Mr Nel also sought to prove that he was out of his depth when he was testifying about marks on Ms Steenkamp's body.
He had identified one as a bruise which other pathologists had not, Mr Nel said.
At one stage Mr Dixon used the phrase "in my layman's understanding".
"Now you call yourself a layman. You see how irresponsible it is to make inferences that aren't in your area of expertise," Mr Nel replied.
Mr Dixon took the stand after seven days of testimony from the sprinter came to an end with him reading a Valentine's Day card from his girlfriend.
If Mr Pistorius is acquitted of murder, the court must consider an alternative charge of culpable homicide, for which he could receive about 15 years in prison.
He also faces charges of illegally firing a gun in public and of illegally possessing ammunition, both of which he denies.
There are no juries at trials in South Africa, and his fate will be decided by the judge, assisted by two assessors.
Mr Pistorius is known as the "Blade Runner" because of the carbon-fibre prosthetics he uses on the track.
Mr Pistorius said in his statement at the start of the trial that he woke in the early hours and walked on his stumps to the balcony, pulled in two fans, closed the sliding door and drew curtains. He said that shortly before he had spoken to Reeva, who was in bed beside him.
He said he rejected prosecution claims that a witness heard arguing coming from the house before the shooting.
2. Bathroom window×
Mr Pistorius said he heard the bathroom window sliding open and believed that an intruder, or intruders, had entered the bathroom through a window which was not fitted with burglar bars.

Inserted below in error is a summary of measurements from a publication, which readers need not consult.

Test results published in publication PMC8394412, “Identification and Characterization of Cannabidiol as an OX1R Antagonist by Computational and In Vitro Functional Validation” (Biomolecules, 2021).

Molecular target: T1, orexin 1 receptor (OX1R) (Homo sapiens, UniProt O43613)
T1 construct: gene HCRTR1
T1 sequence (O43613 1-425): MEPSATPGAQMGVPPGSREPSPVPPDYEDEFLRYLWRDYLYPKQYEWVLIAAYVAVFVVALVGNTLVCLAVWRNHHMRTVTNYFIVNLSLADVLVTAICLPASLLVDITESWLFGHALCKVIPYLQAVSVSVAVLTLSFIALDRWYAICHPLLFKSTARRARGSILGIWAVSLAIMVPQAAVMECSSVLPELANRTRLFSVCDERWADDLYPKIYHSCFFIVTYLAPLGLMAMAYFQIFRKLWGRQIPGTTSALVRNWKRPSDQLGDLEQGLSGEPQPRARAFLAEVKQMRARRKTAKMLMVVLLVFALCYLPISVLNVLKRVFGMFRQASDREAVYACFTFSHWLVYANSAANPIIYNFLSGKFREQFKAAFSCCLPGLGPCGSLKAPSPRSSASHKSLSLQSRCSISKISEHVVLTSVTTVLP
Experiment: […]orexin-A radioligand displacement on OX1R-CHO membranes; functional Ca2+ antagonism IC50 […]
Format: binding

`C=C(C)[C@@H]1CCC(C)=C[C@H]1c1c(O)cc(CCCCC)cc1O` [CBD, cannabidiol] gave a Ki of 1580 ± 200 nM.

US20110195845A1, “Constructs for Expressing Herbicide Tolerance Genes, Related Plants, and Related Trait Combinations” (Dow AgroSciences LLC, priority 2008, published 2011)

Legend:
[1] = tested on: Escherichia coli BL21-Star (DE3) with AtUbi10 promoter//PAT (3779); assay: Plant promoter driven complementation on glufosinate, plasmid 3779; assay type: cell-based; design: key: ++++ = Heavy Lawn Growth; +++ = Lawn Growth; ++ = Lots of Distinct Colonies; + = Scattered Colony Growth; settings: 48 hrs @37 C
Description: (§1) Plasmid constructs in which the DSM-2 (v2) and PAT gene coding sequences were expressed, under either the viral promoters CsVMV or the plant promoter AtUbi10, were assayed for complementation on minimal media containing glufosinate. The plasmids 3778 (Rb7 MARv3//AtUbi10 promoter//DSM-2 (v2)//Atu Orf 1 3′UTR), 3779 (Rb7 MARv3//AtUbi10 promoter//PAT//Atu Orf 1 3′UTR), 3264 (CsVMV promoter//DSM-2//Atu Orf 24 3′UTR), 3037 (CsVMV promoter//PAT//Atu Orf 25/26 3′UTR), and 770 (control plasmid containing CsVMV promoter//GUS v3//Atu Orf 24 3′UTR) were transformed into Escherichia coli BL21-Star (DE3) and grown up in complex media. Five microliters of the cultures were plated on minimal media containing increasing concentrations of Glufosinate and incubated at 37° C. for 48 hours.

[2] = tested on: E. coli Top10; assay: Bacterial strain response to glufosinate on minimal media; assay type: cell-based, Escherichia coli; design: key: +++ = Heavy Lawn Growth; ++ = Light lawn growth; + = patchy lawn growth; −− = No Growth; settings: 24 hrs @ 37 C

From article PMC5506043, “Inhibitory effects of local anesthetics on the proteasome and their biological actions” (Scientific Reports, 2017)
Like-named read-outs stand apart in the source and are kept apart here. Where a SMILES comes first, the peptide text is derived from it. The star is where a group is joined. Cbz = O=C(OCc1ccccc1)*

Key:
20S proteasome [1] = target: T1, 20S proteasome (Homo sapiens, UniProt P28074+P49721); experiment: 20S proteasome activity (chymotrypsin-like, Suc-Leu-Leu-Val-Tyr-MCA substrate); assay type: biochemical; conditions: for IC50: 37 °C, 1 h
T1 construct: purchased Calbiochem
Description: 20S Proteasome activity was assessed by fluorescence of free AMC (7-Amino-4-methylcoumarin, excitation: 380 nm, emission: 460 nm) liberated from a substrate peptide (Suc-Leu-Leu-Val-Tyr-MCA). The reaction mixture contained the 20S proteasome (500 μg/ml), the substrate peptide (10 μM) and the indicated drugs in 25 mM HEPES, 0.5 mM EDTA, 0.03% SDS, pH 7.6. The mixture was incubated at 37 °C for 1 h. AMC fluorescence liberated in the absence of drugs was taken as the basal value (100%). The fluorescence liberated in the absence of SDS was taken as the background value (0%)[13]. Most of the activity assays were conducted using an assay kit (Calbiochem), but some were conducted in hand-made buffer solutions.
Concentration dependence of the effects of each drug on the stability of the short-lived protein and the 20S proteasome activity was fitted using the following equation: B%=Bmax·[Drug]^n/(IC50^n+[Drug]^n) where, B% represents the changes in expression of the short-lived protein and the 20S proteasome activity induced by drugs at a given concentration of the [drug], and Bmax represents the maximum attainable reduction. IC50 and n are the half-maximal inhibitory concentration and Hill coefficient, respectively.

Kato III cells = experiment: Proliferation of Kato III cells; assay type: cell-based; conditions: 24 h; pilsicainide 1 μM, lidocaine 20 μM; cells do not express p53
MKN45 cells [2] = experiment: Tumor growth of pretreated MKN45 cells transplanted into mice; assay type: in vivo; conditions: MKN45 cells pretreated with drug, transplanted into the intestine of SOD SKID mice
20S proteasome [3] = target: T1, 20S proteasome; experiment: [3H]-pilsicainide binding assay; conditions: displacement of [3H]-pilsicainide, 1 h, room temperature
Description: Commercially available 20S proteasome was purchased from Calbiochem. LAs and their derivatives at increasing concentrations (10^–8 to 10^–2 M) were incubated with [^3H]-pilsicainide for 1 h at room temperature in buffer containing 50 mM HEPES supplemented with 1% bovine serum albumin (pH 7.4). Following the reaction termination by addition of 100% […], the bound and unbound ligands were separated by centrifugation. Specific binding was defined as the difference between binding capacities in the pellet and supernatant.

"Unbeknown to me, Reeva must have gone to the toilet in the bathroom at the time I brought in the fans," he said.
Mr Pistorius said he approached the bathroom armed with his firearm, to defend himself and his girlfriend, believing Ms Steenkamp was still in bed.
Both sides agree four bullets were fired. Ms Steenkamp was hit three times.
Mr Pistorius said he fired his weapon after hearing a noise in the toilet which he thought was the intruder coming out of the toilet to attack him and Ms Steenkamp.
He said he was in a fearful state, knowing he was on his stumps and unable to run away or properly defend himself.
Mr Pistorius said he rejected claims that he was on his prostheses when he shot at the door.
A witness told the trial she woke to hear a woman screaming and a man shouting for help. She said that after the screams she heard four shots.
Mr Pistorius said he went back to the bedroom after shooting at the toilet door, still shouting for Reeva. Lifting himself up onto the bed, he felt over to the right hand side of it and noticed Ms Steenkamp was not there.
Mr Pistorius said this was when he realised she could have been in the toilet.
5. Toilet door×
Mr Pistorius said he went back to the bathroom but the toilet was locked, so he returned to the bedroom, pulled on his prosthetic legs, turned on the lights before bashing in the toilet door with a cricket bat.
Forensics expert Johannes Vermeulen told the court that the height of the marks on the door caused by the cricket bat suggest Mr Pistorius was on his stumps at the time.
6. Emergency calls×
Mr Pistorius's defence team say he then called security at the gated housing complex and a private paramedic service before carrying Ms Steenkamp downstairs.
A security guard claimed it was the other way round, and he had called Mr Pistorius first after reports of gunfire. However, phone records shown to the court revealed Mr Pistorius called the estate manager at 3:19am, a minute later he called the ambulance service and at 3:21am he called estate security.
A minute later he received an incoming call - estate security calling him back.
According to police phone expert Francois Moller, Mr Pistorius called his friend Justin Divaris a short time later and just after 4:00am he called his brother Carl.